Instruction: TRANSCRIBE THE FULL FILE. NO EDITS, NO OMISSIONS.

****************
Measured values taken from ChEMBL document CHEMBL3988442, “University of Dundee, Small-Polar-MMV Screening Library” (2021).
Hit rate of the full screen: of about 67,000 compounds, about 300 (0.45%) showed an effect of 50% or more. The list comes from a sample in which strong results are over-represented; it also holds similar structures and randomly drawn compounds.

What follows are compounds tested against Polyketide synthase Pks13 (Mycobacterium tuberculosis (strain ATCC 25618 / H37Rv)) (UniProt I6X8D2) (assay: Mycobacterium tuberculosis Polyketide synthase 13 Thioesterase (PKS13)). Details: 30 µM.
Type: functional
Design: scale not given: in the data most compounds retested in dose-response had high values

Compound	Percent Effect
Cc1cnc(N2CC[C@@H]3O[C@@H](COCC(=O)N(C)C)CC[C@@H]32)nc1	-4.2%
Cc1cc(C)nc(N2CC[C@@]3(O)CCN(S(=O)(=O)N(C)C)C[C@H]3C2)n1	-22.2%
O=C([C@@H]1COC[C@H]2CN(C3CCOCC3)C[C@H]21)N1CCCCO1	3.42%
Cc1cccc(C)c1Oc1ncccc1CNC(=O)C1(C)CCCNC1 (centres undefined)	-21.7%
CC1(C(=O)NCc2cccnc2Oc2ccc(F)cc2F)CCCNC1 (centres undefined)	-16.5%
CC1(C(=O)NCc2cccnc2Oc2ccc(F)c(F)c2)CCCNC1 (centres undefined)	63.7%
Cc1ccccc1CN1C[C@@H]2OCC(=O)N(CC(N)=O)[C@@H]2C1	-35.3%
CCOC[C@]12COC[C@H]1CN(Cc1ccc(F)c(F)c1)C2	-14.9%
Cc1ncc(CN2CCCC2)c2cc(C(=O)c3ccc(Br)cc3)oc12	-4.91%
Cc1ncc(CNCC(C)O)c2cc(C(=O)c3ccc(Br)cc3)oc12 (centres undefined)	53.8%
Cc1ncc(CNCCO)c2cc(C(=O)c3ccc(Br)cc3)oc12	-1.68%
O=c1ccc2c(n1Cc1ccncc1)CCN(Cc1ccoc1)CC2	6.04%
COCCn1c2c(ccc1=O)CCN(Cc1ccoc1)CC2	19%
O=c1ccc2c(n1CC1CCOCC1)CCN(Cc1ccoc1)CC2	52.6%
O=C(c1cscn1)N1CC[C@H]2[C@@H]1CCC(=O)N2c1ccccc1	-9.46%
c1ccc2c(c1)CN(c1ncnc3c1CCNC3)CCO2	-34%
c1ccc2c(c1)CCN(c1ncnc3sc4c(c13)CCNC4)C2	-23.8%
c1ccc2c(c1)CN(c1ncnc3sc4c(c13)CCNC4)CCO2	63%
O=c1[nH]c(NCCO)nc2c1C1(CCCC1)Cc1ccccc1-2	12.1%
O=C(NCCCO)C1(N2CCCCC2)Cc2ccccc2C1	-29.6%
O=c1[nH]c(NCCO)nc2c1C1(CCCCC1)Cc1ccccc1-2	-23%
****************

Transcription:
Measured values taken from ChEMBL document CHEMBL3988442, “University of Dundee, Small-Polar-MMV Screening Library” (2021).
Hit rate of the full screen: of about 67,000 compounds, about 300 (0.45%) showed an effect of 50% or more. The list comes from a sample in which strong results are over-represented; it also holds similar structures and randomly drawn compounds.

What follows are compounds tested against Polyketide synthase Pks13 (Mycobacterium tuberculosis (strain ATCC 25618 / H37Rv)) (UniProt I6X8D2) (assay: Mycobacterium tuberculosis Polyketide synthase 13 Thioesterase (PKS13)). Details: 30 µM.
Type: functional
Design: scale not given: in the data most compounds retested in dose-response had high values

Compound	Percent Effect
Cc1cnc(N2CC[C@@H]3O[C@@H](COCC(=O)N(C)C)CC[C@@H]32)nc1	-4.2%
Cc1cc(C)nc(N2CC[C@@]3(O)CCN(S(=O)(=O)N(C)C)C[C@H]3C2)n1	-22.2%
O=C([C@@H]1COC[C@H]2CN(C3CCOCC3)C[C@H]21)N1CCCCO1	3.42%
Cc1cccc(C)c1Oc1ncccc1CNC(=O)C1(C)CCCNC1 (centres undefined)	-21.7%
CC1(C(=O)NCc2cccnc2Oc2ccc(F)cc2F)CCCNC1 (centres undefined)	-16.5%
CC1(C(=O)NCc2cccnc2Oc2ccc(F)c(F)c2)CCCNC1 (centres undefined)	63.7%
Cc1ccccc1CN1C[C@@H]2OCC(=O)N(CC(N)=O)[C@@H]2C1	-35.3%
CCOC[C@]12COC[C@H]1CN(Cc1ccc(F)c(F)c1)C2	-14.9%
Cc1ncc(CN2CCCC2)c2cc(C(=O)c3ccc(Br)cc3)oc12	-4.91%
Cc1ncc(CNCC(C)O)c2cc(C(=O)c3ccc(Br)cc3)oc12 (centres undefined)	53.8%
Cc1ncc(CNCCO)c2cc(C(=O)c3ccc(Br)cc3)oc12	-1.68%
O=c1ccc2c(n1Cc1ccncc1)CCN(Cc1ccoc1)CC2	6.04%
COCCn1c2c(ccc1=O)CCN(Cc1ccoc1)CC2	19%
O=c1ccc2c(n1CC1CCOCC1)CCN(Cc1ccoc1)CC2	52.6%
O=C(c1cscn1)N1CC[C@H]2[C@@H]1CCC(=O)N2c1ccccc1	-9.46%
c1ccc2c(c1)CN(c1ncnc3c1CCNC3)CCO2	-34%
c1ccc2c(c1)CCN(c1ncnc3sc4c(c13)CCNC4)C2	-23.8%
c1ccc2c(c1)CN(c1ncnc3sc4c(c13)CCNC4)CCO2	63%
O=c1[nH]c(NCCO)nc2c1C1(CCCC1)Cc1ccccc1-2	12.1%
O=C(NCCCO)C1(N2CCCCC2)Cc2ccccc2C1	-29.6%
O=c1[nH]c(NCCO)nc2c1C1(CCCCC1)Cc1ccccc1-2	-23%